Despite major therapeutic advances, infectious diseases remain highly problematic. Recent advancements in technology in producing DNA-based vaccines, together with the growing knowledge of the immune system, have provided new insights into the identification of the epitopes needed to target the development of highly targeted vaccines. Genetically modified (GM) viruses and genetically engineered virus-vector vaccines possess significant unpredictability and a number of inherent harmful potential hazards. For all these vaccines, safety assessment concerning unintended and unwanted side effects with regard to targeted vaccinees has always been the main focus. Important questions concerning effects on nontargeted individuals within the same species or other species remain unknown. Horizontal transfer of genes, though lacking supportive experimental or epidemiological investigations, is well established. New hybrid virus progenies resulting from genetic recombination between genetically engineered vaccine viruses and their naturally occurring relatives may possess totally unpredictable characteristics with regard to host preferences and disease-causing potentials. Furthermore, when genetically modified or engineered virus particles break down in the environment, their nuclei acids are released. Appropriate risk management is the key to minimizing any potential risks to humans and environment resulting from the use of these GM vaccines. There is inadequate knowledge to define either the probability of unintended events or the consequences of genetic modifications. The objective of this article is to highlight the limitations in environmental risk assessment and raise awareness of the potential risks involving the use of genetically modified viruses and genetically engineered virus-vector vaccines.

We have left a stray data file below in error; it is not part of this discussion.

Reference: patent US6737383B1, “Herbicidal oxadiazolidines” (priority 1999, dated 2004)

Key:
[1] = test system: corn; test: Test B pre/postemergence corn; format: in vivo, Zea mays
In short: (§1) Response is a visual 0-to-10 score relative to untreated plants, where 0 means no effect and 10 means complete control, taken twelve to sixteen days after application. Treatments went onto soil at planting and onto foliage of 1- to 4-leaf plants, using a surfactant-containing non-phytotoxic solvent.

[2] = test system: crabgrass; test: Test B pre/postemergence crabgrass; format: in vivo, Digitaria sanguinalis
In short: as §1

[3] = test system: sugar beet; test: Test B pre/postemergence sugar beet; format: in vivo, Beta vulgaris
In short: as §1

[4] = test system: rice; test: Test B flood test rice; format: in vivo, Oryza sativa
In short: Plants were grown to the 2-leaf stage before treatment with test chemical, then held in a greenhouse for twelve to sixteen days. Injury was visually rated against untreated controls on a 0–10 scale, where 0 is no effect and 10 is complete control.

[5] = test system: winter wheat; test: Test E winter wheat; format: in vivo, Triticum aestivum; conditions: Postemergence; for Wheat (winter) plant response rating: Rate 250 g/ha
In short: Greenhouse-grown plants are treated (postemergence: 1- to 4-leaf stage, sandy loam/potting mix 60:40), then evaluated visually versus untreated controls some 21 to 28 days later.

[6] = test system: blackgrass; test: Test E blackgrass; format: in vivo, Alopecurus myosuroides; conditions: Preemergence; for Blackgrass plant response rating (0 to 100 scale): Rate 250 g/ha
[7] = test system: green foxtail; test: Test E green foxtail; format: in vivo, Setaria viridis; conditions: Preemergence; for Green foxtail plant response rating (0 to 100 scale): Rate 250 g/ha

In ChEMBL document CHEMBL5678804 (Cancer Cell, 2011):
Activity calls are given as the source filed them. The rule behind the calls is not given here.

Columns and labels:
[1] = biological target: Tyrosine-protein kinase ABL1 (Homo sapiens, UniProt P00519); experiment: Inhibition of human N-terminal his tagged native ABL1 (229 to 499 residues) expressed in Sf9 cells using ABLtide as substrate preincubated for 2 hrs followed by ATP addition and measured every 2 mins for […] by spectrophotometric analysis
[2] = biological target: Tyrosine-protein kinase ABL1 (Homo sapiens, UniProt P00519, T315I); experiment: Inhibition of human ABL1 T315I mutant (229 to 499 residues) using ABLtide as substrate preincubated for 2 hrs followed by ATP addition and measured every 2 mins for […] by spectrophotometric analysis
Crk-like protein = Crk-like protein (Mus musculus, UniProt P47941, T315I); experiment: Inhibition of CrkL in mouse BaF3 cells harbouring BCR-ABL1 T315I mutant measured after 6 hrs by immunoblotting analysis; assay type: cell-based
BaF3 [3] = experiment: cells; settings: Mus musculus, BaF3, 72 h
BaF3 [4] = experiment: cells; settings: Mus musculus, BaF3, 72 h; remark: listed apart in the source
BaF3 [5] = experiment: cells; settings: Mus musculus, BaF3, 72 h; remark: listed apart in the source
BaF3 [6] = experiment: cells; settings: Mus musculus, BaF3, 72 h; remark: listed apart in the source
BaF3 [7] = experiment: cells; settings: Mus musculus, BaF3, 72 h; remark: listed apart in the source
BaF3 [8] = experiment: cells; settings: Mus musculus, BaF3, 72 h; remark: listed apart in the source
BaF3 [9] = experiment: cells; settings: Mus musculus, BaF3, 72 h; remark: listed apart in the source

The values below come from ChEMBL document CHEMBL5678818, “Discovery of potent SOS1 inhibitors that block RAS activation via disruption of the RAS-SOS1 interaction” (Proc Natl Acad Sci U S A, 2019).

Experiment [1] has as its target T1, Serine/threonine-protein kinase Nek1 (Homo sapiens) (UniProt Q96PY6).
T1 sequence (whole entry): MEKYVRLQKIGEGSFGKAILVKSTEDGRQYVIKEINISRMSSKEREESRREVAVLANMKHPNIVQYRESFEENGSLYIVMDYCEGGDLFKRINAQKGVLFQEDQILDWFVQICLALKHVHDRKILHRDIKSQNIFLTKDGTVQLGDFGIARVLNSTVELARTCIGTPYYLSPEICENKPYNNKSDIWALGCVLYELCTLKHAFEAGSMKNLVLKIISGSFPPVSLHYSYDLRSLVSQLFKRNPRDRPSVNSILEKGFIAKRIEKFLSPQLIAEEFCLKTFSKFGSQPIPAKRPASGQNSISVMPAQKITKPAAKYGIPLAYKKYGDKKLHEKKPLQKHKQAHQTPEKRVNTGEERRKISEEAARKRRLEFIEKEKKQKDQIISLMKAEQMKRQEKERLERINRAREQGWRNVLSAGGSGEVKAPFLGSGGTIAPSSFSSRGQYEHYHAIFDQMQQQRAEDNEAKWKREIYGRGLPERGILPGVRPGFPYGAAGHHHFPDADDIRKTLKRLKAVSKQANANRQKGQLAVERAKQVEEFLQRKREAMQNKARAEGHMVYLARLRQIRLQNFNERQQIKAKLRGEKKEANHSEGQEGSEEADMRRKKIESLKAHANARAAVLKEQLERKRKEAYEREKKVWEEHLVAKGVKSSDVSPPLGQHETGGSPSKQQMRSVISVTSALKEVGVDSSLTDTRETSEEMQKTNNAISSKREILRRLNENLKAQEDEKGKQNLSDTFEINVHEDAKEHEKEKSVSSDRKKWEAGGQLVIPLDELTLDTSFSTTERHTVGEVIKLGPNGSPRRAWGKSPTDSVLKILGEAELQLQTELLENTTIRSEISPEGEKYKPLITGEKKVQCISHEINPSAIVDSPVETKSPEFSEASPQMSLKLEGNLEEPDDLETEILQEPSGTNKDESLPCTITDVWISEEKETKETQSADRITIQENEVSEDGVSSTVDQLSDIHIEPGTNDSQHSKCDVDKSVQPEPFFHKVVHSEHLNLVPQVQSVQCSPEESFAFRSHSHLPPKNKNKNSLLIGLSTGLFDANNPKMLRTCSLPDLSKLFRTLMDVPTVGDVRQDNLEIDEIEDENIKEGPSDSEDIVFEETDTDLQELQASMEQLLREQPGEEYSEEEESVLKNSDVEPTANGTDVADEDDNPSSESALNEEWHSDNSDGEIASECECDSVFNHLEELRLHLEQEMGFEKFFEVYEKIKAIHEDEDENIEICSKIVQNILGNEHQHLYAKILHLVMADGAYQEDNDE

Document Type: Research article
Affiliations: 1: Innovative Therapeutics Group, Centre for Drug Administration, Health Sciences Authority, Singaporehttp://query.nytimes.com/gst/fullpage.html...752C1A965958260
November 2, 1993
Birth Control Vaccine Uses Altered Salmonella Bacteria